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What's The Problem With Lesbians?

Written by creamypeaches on February 12, 2013

I was recently reminded of a quote from an old Tory MP; “The Conservative party used to be a party of closet homosexuals and proud Etonians. Now it’s a party of proud homosexuals and closet Etonians.” This got me thinking.

 

While homosexual men have managed to have their cake and eat it, with a large dollop of cream, women have somehow managed to lock themselves well and truly into the closet and slammed the door securely behind them. I’m speaking, of course, about the number of lesbians who now reside in the very closets men have long since vacated.

 

I’m astounded by the amount of women who either deny their sexual attractions to other women, or hide them like a dirty secret you wouldn’t want your mother to discover. How can it be acceptable for men to openly announce and display their sexual preferences, while women still feel the need to hide their feelings with shame? This is a mystery to me.

 

Most heterosexual men find the idea of two women having sex, as a huge turn on. So, does the problem lie with heterosexual women? Do lesbians feel their fellow women will look down upon them if they knew their true feelings? The recent changes in the law have seen homosexuals treated as equal citizens, with the status of marriage soon to follow. Men have, quite rightly, become loud and proud to be gay. These changes seem to have done very little for a great deal of women. The stigma of being a lesbian still remains.

 

So it seems lesbians and gays have the same rights in law but not the same freedoms of expression. Women must now embrace and encourage their sexual preferences and inclinations. If a female continues to feel unable to openly display her affections for her fellow woman in the twenty first century, the march of the same-sex equality campaigners would have been somewhat hollow. We live in a small, multi cultural, mildly tolerant, deeply interesting, and rapidly changing country. Let’s celebrate it! We can now almost live our lives free from discrimination in the work place and free from the fear of domestic violence. Lots of folks will continue to have the old conversation of the ‘rights’ and ‘wrongs’ of same-sex relationships, but we can start a new one.

 

 

bootsie

bootsie

Celebrating 100 years since the suffrogete movement has made this subject very prominent. Feminism has come a long way in the last 100 years but the struggle still remains. It's hopefully not going to take another century to achieve our goals, us women need to realise the battle needs to be realised for future generations to live a full, happy and equal life to our male counterparts.

eavy1

eavy1

I've just had my 18th birthday. I was planning to tell my parents about my feelings and my sexuality, but I couldn't find the courage within me. I know my mother will be mortified, so I've been trying to find the right time to tell her, I thought my birthday would be a good time to actually come out, but I just couldn't do it. I must say, reading this article has helped me to find the strength to come out with it once and for all. I have a very loving family, I'm just hoping they will still feel the same about me when they find out the truth about me.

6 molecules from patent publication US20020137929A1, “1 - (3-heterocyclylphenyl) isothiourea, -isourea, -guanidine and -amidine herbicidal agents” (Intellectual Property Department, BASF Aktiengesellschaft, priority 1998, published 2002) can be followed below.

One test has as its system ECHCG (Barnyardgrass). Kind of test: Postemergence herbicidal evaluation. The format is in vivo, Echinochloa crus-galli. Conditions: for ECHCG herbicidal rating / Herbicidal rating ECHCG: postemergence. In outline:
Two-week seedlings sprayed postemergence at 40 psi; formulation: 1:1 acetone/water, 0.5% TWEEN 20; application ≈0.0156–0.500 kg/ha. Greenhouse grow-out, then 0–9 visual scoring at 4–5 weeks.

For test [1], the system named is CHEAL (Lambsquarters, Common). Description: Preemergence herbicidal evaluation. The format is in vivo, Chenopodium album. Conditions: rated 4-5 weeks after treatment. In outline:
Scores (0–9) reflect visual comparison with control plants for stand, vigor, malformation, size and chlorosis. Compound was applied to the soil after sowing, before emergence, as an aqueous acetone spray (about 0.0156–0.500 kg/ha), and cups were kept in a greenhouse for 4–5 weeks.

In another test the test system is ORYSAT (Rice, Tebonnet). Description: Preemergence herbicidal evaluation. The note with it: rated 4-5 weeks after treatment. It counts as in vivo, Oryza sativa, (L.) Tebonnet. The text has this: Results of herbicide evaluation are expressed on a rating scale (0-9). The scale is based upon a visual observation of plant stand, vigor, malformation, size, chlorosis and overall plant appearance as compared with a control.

@pril

@pril

It took me about 8 years before I came out. It was hard but people who really loves you will embrace you no matter. Today, I am out and proud Smile Just two months ago, i came out to my aunties and cousins. They knew about it but never heard it from the horses mouth. Even my very old aunty (in her 70s) came all the way from Asia to London and she told me on the first day she arrives that she knows and she is reading a book about it and she said that it does not matter what my sexuality is. I am still the same little girl she always love... it's fantastic to be accepted for who we are not what our sexuality is.

costa

costa

I came out 2 years ago. It was the hardest thing that I have done so far. But I have no regrets. Come on girls, it's time to show the men how it's done!

panna

panna

People consider lesbians and differently because gay men have come out in force unlike women who have always been more reserved about shouting about their sexuality. But I think Times are changing, maybe not fast enough, but they are definitely changing!!!

bimba

bimba

I have been very reluctant to declare my orientation up until now. But something inside me is changing. After reading this blog, I realise I've been guilty of keeping my sexual preferences to myself, for fear of alienating myself from my friends and family. It's time I come out, and stand proud. It will be hard to do, but I have to face up to it. Reading this has made it easier for me.Thank you.

sunder1

sunder1

Women have come a long way, but the road to equality is only half travelled. Im proud to be part of it!!!

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